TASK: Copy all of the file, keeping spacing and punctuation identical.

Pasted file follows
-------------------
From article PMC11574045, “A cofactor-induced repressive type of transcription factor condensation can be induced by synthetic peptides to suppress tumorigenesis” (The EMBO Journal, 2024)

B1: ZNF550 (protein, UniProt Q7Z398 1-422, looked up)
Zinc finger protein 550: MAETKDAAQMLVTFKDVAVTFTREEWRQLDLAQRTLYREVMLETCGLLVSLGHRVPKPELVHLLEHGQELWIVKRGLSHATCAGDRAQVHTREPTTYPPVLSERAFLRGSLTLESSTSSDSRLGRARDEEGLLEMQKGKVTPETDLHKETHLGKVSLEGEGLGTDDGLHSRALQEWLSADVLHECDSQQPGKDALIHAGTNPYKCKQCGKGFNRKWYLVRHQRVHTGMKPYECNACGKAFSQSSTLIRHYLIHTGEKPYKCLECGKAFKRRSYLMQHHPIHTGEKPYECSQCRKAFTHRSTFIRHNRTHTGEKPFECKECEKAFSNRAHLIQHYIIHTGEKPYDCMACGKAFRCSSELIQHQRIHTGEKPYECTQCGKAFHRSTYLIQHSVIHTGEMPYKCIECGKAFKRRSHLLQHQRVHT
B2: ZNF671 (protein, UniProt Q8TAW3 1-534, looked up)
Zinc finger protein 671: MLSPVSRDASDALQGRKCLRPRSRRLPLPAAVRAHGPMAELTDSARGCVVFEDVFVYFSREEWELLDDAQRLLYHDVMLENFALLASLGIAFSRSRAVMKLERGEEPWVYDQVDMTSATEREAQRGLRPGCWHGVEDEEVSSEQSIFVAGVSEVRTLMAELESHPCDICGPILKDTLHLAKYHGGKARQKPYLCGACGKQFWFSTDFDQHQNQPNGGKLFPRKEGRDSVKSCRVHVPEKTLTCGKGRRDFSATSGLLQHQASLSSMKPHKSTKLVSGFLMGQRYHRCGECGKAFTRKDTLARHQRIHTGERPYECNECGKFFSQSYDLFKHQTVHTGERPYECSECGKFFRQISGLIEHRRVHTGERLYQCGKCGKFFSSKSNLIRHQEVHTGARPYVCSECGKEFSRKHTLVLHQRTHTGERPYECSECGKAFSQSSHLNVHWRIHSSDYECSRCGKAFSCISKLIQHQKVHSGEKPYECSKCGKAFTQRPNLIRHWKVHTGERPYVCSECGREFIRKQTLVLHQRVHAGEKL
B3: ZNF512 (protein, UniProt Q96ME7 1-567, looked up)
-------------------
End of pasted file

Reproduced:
From article PMC11574045, “A cofactor-induced repressive type of transcription factor condensation can be induced by synthetic peptides to suppress tumorigenesis” (The EMBO Journal, 2024)

B1: ZNF550 (protein, UniProt Q7Z398 1-422, looked up)
Zinc finger protein 550: MAETKDAAQMLVTFKDVAVTFTREEWRQLDLAQRTLYREVMLETCGLLVSLGHRVPKPELVHLLEHGQELWIVKRGLSHATCAGDRAQVHTREPTTYPPVLSERAFLRGSLTLESSTSSDSRLGRARDEEGLLEMQKGKVTPETDLHKETHLGKVSLEGEGLGTDDGLHSRALQEWLSADVLHECDSQQPGKDALIHAGTNPYKCKQCGKGFNRKWYLVRHQRVHTGMKPYECNACGKAFSQSSTLIRHYLIHTGEKPYKCLECGKAFKRRSYLMQHHPIHTGEKPYECSQCRKAFTHRSTFIRHNRTHTGEKPFECKECEKAFSNRAHLIQHYIIHTGEKPYDCMACGKAFRCSSELIQHQRIHTGEKPYECTQCGKAFHRSTYLIQHSVIHTGEMPYKCIECGKAFKRRSHLLQHQRVHT
B2: ZNF671 (protein, UniProt Q8TAW3 1-534, looked up)
Zinc finger protein 671: MLSPVSRDASDALQGRKCLRPRSRRLPLPAAVRAHGPMAELTDSARGCVVFEDVFVYFSREEWELLDDAQRLLYHDVMLENFALLASLGIAFSRSRAVMKLERGEEPWVYDQVDMTSATEREAQRGLRPGCWHGVEDEEVSSEQSIFVAGVSEVRTLMAELESHPCDICGPILKDTLHLAKYHGGKARQKPYLCGACGKQFWFSTDFDQHQNQPNGGKLFPRKEGRDSVKSCRVHVPEKTLTCGKGRRDFSATSGLLQHQASLSSMKPHKSTKLVSGFLMGQRYHRCGECGKAFTRKDTLARHQRIHTGERPYECNECGKFFSQSYDLFKHQTVHTGERPYECSECGKFFRQISGLIEHRRVHTGERLYQCGKCGKFFSSKSNLIRHQEVHTGARPYVCSECGKEFSRKHTLVLHQRTHTGERPYECSECGKAFSQSSHLNVHWRIHSSDYECSRCGKAFSCISKLIQHQKVHSGEKPYECSKCGKAFTQRPNLIRHWKVHTGERPYVCSECGREFIRKQTLVLHQRVHAGEKL
B3: ZNF512 (protein, UniProt Q96ME7 1-567, looked up)